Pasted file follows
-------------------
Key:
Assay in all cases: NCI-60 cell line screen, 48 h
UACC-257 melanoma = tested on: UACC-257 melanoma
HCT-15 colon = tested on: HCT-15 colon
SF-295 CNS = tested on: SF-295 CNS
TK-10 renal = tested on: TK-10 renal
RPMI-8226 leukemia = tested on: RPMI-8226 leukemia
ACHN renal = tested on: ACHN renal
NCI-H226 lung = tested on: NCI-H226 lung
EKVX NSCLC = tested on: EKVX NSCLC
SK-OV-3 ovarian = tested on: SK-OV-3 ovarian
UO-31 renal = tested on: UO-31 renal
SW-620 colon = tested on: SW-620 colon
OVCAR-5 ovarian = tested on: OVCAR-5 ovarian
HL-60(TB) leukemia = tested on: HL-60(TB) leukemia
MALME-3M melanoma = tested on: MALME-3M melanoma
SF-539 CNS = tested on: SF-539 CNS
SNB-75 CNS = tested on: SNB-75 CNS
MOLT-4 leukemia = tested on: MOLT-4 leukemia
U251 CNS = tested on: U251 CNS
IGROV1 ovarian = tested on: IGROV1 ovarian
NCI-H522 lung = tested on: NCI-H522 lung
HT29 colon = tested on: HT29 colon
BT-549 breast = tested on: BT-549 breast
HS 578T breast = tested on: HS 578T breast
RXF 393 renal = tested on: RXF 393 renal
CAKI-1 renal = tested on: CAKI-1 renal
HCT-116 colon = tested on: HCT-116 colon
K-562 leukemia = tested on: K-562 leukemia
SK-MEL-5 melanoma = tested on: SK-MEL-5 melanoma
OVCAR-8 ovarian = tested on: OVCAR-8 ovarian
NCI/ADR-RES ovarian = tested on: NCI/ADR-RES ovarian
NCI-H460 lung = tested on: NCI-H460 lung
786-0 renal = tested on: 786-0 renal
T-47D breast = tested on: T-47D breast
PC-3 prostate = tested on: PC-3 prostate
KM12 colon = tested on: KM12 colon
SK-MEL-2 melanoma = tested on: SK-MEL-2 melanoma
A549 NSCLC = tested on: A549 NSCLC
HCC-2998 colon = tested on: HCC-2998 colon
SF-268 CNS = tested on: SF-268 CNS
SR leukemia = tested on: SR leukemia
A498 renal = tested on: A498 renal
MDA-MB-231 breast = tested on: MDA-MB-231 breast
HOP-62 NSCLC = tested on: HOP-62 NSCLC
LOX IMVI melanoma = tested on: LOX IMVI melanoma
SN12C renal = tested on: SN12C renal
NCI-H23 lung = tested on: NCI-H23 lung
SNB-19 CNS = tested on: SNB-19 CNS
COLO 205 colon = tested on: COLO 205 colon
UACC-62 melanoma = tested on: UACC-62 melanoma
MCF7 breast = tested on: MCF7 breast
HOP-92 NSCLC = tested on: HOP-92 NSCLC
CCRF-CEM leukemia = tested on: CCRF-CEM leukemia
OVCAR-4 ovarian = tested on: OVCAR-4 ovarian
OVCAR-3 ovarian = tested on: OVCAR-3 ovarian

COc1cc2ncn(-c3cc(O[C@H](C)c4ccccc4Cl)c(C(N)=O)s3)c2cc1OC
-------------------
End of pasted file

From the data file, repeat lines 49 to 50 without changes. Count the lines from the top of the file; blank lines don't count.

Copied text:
SNB-19 CNS = tested on: SNB-19 CNS
COLO 205 colon = tested on: COLO 205 colon